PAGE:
Circling around before lying down is likely a residual instinct from when their ancestors lived out in the wilderness. Your dog’s ancestors would have paced in circles to flatten down and warm their sleeping area. By going in circles, they effectively would have carved a nice cozy nest, just big enough for themselves, out of dirt, grass, snow, or whatever the area had to offer.
Lots of dogs will also dig at their bed area. With durable building materials, like those used in your house or furniture, all they accomplish is scratching up your hardwood or warring holes into your cushions. However, back in the wilderness, they would have dug a shallow hole to shelter themselves from the elements. A shallow hole could have kept them warm and cozy in the winter, cool and comfortable in the summer and perhaps even make them harder to detect.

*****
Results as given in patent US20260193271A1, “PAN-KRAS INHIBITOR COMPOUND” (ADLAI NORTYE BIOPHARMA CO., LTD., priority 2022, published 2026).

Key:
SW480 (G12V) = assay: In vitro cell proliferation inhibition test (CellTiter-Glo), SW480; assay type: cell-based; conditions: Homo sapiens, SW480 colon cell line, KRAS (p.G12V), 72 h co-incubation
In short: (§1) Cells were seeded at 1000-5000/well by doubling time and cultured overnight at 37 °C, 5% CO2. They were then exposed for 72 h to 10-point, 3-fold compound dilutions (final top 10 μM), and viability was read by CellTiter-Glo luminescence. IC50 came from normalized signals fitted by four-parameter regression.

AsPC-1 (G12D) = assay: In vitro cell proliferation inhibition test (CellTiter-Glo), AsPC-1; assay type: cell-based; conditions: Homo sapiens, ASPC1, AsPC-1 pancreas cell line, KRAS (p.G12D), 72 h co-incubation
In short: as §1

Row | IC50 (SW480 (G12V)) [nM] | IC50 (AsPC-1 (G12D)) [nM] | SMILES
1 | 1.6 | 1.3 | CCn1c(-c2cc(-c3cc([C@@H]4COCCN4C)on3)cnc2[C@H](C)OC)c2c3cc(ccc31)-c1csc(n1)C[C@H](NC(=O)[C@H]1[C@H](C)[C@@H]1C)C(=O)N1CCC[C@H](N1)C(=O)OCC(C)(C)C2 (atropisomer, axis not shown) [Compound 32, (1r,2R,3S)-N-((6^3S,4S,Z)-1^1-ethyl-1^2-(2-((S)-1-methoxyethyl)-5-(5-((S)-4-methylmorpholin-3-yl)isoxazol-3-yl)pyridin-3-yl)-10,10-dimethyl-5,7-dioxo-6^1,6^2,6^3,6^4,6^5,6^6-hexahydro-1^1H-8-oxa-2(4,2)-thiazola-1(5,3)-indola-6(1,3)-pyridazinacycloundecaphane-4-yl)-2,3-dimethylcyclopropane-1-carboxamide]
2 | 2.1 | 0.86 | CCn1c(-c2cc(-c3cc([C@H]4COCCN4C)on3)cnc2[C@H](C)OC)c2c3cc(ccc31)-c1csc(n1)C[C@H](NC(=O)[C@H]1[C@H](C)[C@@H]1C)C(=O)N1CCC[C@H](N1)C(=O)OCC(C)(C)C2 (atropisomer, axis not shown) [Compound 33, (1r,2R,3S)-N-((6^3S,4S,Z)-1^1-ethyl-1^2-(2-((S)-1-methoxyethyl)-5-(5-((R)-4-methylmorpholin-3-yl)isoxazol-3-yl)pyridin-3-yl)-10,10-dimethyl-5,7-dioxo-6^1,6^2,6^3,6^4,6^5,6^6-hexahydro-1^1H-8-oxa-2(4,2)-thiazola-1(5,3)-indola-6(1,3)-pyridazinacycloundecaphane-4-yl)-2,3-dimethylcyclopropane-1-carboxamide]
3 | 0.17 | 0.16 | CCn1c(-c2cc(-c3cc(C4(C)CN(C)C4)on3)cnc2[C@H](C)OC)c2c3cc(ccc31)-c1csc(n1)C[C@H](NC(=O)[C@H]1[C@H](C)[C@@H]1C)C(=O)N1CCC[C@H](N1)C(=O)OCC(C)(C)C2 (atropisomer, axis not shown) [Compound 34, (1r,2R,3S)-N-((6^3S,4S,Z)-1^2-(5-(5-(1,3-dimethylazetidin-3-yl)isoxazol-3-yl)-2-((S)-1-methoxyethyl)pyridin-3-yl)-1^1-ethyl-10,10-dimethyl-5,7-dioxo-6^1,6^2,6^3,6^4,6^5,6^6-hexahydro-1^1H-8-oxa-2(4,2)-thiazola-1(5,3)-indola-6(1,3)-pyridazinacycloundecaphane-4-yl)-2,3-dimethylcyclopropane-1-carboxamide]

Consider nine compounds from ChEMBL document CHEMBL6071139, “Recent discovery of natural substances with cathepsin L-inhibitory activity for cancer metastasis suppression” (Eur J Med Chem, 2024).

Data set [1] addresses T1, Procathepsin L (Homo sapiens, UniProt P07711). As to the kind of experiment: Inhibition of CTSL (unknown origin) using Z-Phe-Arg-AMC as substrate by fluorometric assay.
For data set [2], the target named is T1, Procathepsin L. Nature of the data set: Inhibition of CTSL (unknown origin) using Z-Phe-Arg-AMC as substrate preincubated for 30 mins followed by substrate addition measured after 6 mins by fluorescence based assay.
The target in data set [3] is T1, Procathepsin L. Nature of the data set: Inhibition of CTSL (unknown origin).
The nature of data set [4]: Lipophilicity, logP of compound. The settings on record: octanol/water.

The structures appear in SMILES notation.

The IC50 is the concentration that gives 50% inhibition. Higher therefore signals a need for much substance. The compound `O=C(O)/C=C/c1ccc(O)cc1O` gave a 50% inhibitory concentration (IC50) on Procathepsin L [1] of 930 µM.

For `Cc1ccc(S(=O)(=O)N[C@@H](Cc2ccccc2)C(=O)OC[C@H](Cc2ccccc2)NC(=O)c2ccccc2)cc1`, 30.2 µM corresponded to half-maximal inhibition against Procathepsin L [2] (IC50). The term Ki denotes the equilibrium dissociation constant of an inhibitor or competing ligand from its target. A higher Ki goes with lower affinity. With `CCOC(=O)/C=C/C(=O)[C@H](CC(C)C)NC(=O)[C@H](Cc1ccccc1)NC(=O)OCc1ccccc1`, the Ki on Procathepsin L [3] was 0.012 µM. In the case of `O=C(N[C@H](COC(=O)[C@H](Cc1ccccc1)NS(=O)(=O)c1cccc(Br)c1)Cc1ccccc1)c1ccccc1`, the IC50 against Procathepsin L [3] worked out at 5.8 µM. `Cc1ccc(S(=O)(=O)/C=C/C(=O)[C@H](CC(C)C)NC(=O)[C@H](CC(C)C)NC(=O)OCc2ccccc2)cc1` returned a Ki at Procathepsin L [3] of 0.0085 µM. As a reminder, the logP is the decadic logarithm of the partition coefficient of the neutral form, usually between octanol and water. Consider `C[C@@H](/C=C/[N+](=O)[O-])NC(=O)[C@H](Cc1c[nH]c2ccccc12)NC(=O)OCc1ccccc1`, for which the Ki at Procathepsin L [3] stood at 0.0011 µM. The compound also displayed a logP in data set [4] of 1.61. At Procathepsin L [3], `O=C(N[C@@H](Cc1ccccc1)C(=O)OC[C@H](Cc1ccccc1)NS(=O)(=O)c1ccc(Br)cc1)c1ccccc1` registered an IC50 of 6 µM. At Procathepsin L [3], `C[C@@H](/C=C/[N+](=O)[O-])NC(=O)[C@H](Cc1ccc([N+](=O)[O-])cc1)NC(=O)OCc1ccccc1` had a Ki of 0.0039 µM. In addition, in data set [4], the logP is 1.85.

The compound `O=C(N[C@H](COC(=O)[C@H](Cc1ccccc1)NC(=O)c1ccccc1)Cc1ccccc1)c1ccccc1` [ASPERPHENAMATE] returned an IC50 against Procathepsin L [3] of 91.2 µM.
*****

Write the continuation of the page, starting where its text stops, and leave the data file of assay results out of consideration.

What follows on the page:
You only need to be worried about their pacing and scratching if it’s wrecking your furniture or if it’s excessive. If your dog is pacing excessively, it could be a sign of pain and discomfort. If your dog is in pain or they are uncomfortable, they could have an underlying injury or arthritis. As your dog gets older, they start to experience more joint pain as well and other random pains associated with old age.
If you feel your pet may be in pain or discomfort, it is best to bring them in to see your veterinarian and discuss options to increase their quality of life. Should you have any questions or would like to schedule an appointment, please give us a call at 204.253.2668.